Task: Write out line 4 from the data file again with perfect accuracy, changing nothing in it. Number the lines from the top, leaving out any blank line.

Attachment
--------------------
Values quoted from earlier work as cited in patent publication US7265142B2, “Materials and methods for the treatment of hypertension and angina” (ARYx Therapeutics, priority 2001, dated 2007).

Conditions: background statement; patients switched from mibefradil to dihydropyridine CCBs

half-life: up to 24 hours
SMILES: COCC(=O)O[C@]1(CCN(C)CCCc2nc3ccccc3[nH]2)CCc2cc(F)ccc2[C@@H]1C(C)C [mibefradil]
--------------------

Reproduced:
SMILES: COCC(=O)O[C@]1(CCN(C)CCCc2nc3ccccc3[nH]2)CCc2cc(F)ccc2[C@@H]1C(C)C [mibefradil]